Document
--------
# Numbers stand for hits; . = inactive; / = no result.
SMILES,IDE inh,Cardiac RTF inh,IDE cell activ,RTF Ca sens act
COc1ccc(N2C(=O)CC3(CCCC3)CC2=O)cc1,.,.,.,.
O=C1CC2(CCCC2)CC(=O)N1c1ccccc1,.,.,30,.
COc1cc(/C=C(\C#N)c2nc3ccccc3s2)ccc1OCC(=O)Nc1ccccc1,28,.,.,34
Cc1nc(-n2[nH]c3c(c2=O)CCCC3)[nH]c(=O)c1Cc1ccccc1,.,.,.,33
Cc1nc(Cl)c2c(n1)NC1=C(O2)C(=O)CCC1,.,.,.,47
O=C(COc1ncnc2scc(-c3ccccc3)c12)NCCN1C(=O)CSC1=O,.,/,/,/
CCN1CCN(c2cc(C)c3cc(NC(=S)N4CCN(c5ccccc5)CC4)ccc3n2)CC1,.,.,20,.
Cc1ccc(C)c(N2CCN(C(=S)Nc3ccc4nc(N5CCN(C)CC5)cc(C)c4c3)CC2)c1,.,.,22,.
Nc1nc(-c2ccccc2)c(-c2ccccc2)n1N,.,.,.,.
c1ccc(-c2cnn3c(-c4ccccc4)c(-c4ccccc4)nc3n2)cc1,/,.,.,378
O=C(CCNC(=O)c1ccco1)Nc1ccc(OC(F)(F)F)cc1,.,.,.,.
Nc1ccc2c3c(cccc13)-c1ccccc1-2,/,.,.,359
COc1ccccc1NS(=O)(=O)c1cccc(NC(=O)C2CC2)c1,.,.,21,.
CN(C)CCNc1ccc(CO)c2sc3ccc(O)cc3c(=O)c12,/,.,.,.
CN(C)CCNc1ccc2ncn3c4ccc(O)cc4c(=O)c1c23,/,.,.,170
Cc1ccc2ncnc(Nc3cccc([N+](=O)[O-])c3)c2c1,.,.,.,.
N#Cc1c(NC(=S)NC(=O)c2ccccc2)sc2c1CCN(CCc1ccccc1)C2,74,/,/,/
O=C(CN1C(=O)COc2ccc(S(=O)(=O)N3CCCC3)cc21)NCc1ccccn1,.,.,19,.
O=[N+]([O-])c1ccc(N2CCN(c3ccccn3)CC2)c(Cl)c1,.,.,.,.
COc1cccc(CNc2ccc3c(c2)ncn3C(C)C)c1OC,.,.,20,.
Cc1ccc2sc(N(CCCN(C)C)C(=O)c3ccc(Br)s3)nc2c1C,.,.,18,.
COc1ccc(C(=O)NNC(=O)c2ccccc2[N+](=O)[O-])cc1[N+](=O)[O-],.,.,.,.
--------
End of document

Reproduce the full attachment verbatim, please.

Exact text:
# Numbers stand for hits; . = inactive; / = no result.
SMILES,IDE inh,Cardiac RTF inh,IDE cell activ,RTF Ca sens act
COc1ccc(N2C(=O)CC3(CCCC3)CC2=O)cc1,.,.,.,.
O=C1CC2(CCCC2)CC(=O)N1c1ccccc1,.,.,30,.
COc1cc(/C=C(\C#N)c2nc3ccccc3s2)ccc1OCC(=O)Nc1ccccc1,28,.,.,34
Cc1nc(-n2[nH]c3c(c2=O)CCCC3)[nH]c(=O)c1Cc1ccccc1,.,.,.,33
Cc1nc(Cl)c2c(n1)NC1=C(O2)C(=O)CCC1,.,.,.,47
O=C(COc1ncnc2scc(-c3ccccc3)c12)NCCN1C(=O)CSC1=O,.,/,/,/
CCN1CCN(c2cc(C)c3cc(NC(=S)N4CCN(c5ccccc5)CC4)ccc3n2)CC1,.,.,20,.
Cc1ccc(C)c(N2CCN(C(=S)Nc3ccc4nc(N5CCN(C)CC5)cc(C)c4c3)CC2)c1,.,.,22,.
Nc1nc(-c2ccccc2)c(-c2ccccc2)n1N,.,.,.,.
c1ccc(-c2cnn3c(-c4ccccc4)c(-c4ccccc4)nc3n2)cc1,/,.,.,378
O=C(CCNC(=O)c1ccco1)Nc1ccc(OC(F)(F)F)cc1,.,.,.,.
Nc1ccc2c3c(cccc13)-c1ccccc1-2,/,.,.,359
COc1ccccc1NS(=O)(=O)c1cccc(NC(=O)C2CC2)c1,.,.,21,.
CN(C)CCNc1ccc(CO)c2sc3ccc(O)cc3c(=O)c12,/,.,.,.
CN(C)CCNc1ccc2ncn3c4ccc(O)cc4c(=O)c1c23,/,.,.,170
Cc1ccc2ncnc(Nc3cccc([N+](=O)[O-])c3)c2c1,.,.,.,.
N#Cc1c(NC(=S)NC(=O)c2ccccc2)sc2c1CCN(CCc1ccccc1)C2,74,/,/,/
O=C(CN1C(=O)COc2ccc(S(=O)(=O)N3CCCC3)cc21)NCc1ccccn1,.,.,19,.
O=[N+]([O-])c1ccc(N2CCN(c3ccccn3)CC2)c(Cl)c1,.,.,.,.
COc1cccc(CNc2ccc3c(c2)ncn3C(C)C)c1OC,.,.,20,.
Cc1ccc2sc(N(CCCN(C)C)C(=O)c3ccc(Br)s3)nc2c1C,.,.,18,.
COc1ccc(C(=O)NNC(=O)c2ccccc2[N+](=O)[O-])cc1[N+](=O)[O-],.,.,.,.